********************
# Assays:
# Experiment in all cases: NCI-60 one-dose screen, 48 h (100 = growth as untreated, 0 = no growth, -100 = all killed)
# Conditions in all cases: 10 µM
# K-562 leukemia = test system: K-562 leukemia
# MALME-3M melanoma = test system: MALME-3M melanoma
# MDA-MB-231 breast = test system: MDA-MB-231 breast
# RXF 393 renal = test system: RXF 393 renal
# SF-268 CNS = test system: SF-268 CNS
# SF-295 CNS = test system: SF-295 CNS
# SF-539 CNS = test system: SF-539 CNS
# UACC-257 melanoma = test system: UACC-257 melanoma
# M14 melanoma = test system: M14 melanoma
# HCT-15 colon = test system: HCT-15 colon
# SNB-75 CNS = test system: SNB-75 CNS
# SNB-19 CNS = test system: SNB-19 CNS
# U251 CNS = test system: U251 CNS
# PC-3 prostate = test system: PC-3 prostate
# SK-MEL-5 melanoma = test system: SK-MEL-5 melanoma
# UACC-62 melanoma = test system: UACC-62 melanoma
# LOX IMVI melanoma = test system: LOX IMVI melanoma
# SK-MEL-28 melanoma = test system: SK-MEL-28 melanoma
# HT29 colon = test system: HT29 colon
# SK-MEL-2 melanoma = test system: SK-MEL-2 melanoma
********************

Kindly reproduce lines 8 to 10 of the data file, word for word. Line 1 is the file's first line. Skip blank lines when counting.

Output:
# SF-268 CNS = test system: SF-268 CNS
# SF-295 CNS = test system: SF-295 CNS
# SF-539 CNS = test system: SF-539 CNS